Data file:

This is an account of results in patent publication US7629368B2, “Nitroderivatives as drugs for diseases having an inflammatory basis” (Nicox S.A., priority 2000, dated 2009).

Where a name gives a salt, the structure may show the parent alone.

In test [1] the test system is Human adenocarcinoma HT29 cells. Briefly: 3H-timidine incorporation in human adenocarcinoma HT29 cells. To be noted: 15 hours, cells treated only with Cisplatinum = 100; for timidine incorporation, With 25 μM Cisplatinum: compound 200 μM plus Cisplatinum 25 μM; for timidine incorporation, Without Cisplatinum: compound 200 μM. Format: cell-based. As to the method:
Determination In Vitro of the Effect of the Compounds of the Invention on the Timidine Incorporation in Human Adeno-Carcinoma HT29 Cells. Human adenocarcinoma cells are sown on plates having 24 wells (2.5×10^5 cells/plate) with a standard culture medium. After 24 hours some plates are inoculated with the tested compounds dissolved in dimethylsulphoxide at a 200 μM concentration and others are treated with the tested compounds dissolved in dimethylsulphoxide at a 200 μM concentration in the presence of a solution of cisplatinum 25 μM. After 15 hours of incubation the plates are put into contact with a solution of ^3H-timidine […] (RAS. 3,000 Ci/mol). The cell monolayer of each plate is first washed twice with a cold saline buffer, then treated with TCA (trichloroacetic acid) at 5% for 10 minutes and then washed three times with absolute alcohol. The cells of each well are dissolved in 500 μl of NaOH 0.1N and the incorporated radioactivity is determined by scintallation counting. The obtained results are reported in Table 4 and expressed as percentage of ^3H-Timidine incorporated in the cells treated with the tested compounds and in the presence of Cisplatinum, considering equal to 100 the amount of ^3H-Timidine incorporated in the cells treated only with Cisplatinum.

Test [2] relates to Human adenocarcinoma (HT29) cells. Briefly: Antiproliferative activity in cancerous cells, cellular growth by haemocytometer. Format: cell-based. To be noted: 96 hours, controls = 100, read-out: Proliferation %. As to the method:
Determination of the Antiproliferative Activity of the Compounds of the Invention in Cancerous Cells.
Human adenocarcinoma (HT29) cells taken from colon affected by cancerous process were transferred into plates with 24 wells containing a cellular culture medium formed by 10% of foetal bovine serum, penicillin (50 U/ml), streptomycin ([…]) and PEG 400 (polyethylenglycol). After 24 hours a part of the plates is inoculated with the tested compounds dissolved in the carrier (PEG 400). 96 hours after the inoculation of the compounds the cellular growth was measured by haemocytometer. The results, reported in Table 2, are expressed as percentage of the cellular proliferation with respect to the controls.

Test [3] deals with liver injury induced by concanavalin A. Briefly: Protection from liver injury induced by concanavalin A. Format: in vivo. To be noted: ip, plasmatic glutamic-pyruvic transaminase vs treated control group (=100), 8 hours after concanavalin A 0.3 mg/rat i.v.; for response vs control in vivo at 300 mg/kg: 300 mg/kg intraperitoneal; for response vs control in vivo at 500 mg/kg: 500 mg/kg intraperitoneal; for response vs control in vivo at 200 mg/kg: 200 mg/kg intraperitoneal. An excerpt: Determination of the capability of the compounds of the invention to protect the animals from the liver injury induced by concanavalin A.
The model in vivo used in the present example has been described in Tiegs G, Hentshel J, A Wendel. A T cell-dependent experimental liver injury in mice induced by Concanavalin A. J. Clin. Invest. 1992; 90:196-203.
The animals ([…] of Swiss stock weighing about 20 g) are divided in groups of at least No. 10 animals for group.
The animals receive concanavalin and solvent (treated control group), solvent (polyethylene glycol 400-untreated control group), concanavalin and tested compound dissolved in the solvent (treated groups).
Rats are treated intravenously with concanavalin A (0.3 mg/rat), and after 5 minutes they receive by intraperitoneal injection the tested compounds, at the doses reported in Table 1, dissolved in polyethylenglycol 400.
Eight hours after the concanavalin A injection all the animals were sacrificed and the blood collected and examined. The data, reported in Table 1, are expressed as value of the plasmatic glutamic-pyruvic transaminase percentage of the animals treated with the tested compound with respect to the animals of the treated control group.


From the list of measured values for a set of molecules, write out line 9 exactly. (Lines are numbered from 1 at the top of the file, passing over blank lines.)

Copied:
The model in vivo used in the present example has been described in Tiegs G, Hentshel J, A Wendel. A T cell-dependent experimental liver injury in mice induced by Concanavalin A. J. Clin. Invest. 1992; 90:196-203.